We docked in Roseau, Dominica at 8AM, did rooms service breakfast, and were in the Silhouette Theater at 915AM to catch our 930AM tour. Debarking the ship, we were vectored to the end of the pier and on to the welcome area where a nice steel drum band was performing. We were divided into smaller groups, and were paired with a tour guide named Kamini, who we believe was part Kalinago (the original tribe on the island prior to the colonists). Pretty soon we were on our way around Dominica (pronounced DOM-in-eek-a).
This was a bit of an adventure tour, with two main stops – first up was Titou Gorge, an icy waterfall flowing through a gorge that you must swim up to in order to witness; the second stop was a natural hot spring. The stops were just OK, but we really enjoyed driving around Dominica because of the natural beauty and emphasis on ecotourism. The infrastructure was still rough (bad roads, accommodations not yet catering to more upscale needs of hipsters etc.) however the natural beauty and the government investment in natural parks and trail systems in second to none in the Caribbean, making Dominica an island on the rise with development and investment expected to pour in. Thinking back to our Nicaragua/Costa Rica trip, we considered Dominica to fall in between those two countries with respect to being tourism and ecotourism friendly. Not quite as manicured and turn-key as Costa Rica (but with the same potential), but much more accommodating, with more natural beauty and intentional government investment than Nicaragua.
Our guide Kamini lived on the northeast side of the island, opposite from Roseau, the capital, in the southwest. She shared with us a history of the island, including the tribal history and clashes with colonial powers. Dominica was originally named “Waitukubuli” meaning “tall is her body” (after the mountain shape of the island), and then renamed upon “discovery” by Christopher Columbus after the day of the week in which he first saw it (Domenica means Sunday in Italian) in 1493. Boring.
In the 16th/17th/18th century the island was a Kalinago stronghold and played a central role in rebuffing colonization due to its mountainous terrain and inaccessibility. As other islands with Kalinago presence began to fall to the English/French/Dutch/Spanish powers, the Kalinago from those islands migrated to Dominica to make a larger stand. The Spanish took no interest in Dominica because it lacked gold, and so basically the British and French vied for its control over 200 years (the Dutch were a minor power in that part of the Caribbean). Ultimately the British did colonize Dominica, but not until after a long period of conflict with the Kalinago occupying the interior. The Kalinago would conduct raids on the colonial settlements, and would bring slaves to the interior, free them, and integrate them in to their civilization. For this reason, Dominica was one of the last islands to fall to foreign powers. By the 19th century, the British had successfully established sugar plantations in the valleys and sloped areas of the mountains that were more accessible. Today, the Kalinago hold a swath of 8 miles in the interior of the island and self-govern, a status which was granted to them in 1903 by the British.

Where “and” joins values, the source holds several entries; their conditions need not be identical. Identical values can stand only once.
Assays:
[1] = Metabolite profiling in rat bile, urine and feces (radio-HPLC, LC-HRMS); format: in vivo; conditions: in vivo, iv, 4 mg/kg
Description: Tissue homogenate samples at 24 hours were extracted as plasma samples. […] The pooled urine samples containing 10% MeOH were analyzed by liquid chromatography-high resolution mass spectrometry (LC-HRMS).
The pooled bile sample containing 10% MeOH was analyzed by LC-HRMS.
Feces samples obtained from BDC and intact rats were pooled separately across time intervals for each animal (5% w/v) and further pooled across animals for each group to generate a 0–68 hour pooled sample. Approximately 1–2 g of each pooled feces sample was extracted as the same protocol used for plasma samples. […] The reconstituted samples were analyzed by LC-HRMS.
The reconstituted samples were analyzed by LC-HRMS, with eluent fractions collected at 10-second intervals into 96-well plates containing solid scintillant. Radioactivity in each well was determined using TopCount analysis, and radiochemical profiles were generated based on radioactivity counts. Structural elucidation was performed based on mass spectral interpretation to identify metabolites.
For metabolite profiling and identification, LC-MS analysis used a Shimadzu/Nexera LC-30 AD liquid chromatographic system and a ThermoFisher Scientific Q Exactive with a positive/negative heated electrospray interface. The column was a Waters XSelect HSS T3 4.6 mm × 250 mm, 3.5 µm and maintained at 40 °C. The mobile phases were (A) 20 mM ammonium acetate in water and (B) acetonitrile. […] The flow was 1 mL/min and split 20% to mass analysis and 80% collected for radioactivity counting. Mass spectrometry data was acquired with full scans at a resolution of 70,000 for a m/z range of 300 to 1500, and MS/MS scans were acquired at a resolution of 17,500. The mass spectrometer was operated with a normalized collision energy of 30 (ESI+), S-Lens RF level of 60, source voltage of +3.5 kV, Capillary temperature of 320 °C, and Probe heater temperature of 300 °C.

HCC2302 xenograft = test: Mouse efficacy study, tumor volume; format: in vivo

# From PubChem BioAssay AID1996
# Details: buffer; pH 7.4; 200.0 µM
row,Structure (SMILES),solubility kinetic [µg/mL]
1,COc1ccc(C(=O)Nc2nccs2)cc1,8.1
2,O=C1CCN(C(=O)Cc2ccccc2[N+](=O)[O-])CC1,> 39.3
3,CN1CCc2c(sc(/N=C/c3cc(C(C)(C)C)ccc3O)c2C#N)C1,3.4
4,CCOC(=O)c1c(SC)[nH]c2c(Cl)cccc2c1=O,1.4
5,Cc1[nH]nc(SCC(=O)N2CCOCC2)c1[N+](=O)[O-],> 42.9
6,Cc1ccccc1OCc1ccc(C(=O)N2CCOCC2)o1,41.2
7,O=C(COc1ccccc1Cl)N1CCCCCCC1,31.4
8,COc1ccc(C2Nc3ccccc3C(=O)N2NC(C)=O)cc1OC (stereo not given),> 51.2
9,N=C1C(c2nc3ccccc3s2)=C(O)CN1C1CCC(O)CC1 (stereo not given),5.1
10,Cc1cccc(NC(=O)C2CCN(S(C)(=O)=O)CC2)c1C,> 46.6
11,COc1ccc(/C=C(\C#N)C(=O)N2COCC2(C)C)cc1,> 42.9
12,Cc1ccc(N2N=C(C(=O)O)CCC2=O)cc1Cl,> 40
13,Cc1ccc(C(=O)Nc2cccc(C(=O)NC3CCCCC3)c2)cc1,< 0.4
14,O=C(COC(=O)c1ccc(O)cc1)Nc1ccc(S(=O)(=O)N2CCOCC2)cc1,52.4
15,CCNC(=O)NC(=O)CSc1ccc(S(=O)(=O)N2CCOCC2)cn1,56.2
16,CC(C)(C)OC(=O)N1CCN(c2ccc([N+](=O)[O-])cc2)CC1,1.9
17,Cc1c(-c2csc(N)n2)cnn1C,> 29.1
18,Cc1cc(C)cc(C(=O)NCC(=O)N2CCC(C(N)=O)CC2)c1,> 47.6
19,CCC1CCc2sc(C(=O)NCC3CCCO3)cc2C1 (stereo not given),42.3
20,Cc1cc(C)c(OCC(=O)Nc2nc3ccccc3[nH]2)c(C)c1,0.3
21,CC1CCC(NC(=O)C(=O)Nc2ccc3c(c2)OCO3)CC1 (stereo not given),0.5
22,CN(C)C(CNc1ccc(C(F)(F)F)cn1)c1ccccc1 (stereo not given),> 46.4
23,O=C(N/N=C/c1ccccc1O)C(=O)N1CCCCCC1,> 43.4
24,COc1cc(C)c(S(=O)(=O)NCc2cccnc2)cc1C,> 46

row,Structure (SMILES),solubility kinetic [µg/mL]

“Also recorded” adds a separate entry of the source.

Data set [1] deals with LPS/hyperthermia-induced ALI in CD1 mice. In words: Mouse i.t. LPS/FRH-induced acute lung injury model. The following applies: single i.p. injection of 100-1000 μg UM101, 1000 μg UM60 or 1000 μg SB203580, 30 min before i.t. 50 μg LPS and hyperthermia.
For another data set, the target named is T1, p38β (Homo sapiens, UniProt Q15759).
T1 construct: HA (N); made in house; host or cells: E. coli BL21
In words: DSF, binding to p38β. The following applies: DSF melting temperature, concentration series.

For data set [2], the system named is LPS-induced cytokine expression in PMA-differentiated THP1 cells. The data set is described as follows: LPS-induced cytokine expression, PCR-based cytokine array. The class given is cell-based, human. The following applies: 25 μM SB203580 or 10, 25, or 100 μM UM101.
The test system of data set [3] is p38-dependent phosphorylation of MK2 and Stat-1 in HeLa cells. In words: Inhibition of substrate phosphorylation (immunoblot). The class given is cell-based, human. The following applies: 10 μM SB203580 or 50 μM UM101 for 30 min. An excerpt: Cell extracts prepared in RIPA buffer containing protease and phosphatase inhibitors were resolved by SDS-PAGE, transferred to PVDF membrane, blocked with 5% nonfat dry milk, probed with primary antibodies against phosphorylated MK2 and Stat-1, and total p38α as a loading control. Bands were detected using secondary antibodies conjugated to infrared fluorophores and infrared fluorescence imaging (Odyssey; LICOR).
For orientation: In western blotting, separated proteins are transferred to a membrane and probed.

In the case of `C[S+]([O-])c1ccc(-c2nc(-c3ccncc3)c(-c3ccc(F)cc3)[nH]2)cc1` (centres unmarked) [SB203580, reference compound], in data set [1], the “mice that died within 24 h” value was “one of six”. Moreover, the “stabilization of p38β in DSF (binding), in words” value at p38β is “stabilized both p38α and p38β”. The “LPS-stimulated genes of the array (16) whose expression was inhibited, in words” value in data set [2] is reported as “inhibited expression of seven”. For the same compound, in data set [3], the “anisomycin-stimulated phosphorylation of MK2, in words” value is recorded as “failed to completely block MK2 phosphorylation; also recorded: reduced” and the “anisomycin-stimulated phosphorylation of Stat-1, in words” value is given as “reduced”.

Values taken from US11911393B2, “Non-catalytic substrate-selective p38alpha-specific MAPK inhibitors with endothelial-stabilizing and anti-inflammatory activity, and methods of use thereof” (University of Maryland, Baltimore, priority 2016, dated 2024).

Kamini also taught us about some of the practices of the Kalinago, including how they would build canoes. They would start with mahogany trees that would be felled, carved and hollowed out to form the dugout of the canoe. They would then fill it with water and rocks and light a low fire below the canoe, which would be elevated on a spit. The smoke and hear from the low flames would harden and stretch the wood to make the inside cavity much bigger than the original size. Interesting technique that they still use today.
This narrative more or less kept us occupied on the drive to Titou Gorge. Along the walk, we saw some really nice foliage!
Once at the gorge, we got fitted with life jackets and proceed to jump in to the icy water.
Komini and our driving Armstrong called it “refreshing”. Brendan and I were the first two in of about 4 ten person tour groups. It definitely started to get crowded on the swim back and it was hard to avoid getting kicked by less capable swimmers.